The chemotherapy drug cisplatin (Platinol, Platinol-AQ; Bristol-Myers Squibb) can be as hard on the kidneys as it is on cancer cells. But researchers could be closing in on a way to forestall the side effect that limits the drug's usefulness.
Cisplatin is a mainstay of chemotherapy against a variety of cancers, including lung, testicular, and ovarian tumors. The standard procedure to protect the kidneys involves giving patients plenty of intravenous fluids. But more than 25% of patients still suffer from kidney damage, which can prove fatal, spurring researchers to look for an alternative method to prevent renal injury.
Just this year, several studies have reported success with cells or animal models using compounds that range from the antioxidant resveratrol to sildenafil. And an article published in June suggests it might be possible to short-circuit cisplatin's negative effects with a drug that is in clinical trials for an unrelated condition.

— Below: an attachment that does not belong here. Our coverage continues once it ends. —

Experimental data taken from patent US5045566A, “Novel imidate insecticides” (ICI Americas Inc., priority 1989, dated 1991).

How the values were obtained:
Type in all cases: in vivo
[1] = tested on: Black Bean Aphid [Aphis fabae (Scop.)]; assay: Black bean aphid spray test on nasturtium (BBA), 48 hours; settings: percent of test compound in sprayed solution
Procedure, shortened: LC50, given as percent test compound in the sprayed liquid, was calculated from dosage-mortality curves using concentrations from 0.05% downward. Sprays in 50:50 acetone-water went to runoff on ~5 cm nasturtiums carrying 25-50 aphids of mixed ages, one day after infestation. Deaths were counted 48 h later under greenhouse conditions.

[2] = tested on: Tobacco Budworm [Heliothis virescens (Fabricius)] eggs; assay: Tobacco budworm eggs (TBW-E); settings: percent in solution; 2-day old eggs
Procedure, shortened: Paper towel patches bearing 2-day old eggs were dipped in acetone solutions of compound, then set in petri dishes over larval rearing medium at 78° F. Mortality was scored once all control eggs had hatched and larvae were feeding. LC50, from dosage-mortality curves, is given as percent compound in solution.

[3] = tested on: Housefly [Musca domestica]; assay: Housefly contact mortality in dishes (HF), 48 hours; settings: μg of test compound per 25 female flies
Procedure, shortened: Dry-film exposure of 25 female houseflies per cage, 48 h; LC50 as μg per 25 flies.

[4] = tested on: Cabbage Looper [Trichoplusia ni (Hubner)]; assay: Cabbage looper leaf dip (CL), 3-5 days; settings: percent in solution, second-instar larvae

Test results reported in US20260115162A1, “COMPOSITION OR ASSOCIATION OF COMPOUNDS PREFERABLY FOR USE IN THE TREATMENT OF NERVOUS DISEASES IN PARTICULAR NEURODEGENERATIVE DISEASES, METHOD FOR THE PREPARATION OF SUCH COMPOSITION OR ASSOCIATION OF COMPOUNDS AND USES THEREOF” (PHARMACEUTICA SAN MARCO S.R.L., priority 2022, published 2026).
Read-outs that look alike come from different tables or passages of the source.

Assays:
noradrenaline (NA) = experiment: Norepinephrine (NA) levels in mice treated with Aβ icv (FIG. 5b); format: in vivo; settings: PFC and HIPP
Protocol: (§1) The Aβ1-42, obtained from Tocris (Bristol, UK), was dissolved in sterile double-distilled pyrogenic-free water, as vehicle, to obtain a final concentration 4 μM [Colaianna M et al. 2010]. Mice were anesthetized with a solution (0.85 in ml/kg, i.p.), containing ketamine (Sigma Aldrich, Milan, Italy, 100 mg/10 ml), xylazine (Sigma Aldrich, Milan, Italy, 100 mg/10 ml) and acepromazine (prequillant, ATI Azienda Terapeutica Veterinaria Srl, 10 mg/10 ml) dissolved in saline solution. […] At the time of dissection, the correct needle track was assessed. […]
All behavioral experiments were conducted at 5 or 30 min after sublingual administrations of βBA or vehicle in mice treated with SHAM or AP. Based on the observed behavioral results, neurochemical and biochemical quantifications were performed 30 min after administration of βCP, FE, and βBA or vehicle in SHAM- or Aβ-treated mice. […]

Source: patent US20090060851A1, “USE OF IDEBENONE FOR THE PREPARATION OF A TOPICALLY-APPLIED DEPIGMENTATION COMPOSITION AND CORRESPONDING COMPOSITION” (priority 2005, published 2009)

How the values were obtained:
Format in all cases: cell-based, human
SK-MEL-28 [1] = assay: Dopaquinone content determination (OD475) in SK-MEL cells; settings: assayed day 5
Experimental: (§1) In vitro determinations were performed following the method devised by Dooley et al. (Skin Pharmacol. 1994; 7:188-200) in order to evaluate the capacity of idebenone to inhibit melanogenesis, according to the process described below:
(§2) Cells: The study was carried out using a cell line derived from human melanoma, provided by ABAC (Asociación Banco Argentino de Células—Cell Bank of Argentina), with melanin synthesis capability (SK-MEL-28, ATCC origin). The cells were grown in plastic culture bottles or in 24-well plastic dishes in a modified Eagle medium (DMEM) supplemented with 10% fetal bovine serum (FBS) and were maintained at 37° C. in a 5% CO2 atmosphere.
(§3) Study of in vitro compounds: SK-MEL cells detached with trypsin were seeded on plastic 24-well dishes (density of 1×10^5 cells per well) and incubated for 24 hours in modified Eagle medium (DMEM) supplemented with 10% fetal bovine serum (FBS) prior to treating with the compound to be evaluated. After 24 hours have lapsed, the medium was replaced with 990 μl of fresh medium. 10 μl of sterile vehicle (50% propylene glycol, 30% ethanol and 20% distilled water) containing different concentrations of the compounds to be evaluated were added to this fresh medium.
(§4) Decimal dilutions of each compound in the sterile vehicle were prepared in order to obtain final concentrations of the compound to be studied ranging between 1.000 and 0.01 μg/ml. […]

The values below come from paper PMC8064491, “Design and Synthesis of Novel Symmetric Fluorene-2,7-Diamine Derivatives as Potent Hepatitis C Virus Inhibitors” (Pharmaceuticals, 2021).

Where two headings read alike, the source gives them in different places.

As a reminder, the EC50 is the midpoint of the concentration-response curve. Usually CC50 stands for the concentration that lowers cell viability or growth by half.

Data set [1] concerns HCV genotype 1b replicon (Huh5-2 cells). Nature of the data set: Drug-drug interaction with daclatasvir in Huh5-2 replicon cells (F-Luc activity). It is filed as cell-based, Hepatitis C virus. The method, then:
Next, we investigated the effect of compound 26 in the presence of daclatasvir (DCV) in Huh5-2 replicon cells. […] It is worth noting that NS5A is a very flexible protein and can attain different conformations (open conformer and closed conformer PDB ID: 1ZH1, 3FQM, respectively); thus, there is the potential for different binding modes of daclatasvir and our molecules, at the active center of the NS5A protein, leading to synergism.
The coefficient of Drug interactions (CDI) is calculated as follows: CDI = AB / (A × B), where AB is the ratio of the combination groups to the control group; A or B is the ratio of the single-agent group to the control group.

Pabla and colleagues [J Clin Invest 2011 Jun 1 (Epub ahead of print)] revealed that PKCδ, a protein some cancer cells need to survive, helps orchestrate renal injury in response to cisplatin. The researchers also found that 2 PKCδ inhibitors, rottlerin and δV1-1, protected the kidneys and increased the effectiveness of cisplatin against implanted tumors in mice.
“Identifying targets that can reduce toxicity is one way to improve the efficacy of drugs,” says the paper's first author, Navjotsingh Pabla of the Georgia Health Sciences University in Augusta. He suggests that because rottlerin's specificity is a matter of debate, the better bet for reducing cisplatin's toxicity is δV1-1. KAI Pharmaceuticals has started phase II trials of δV1-1 as a treatment for heart attacks.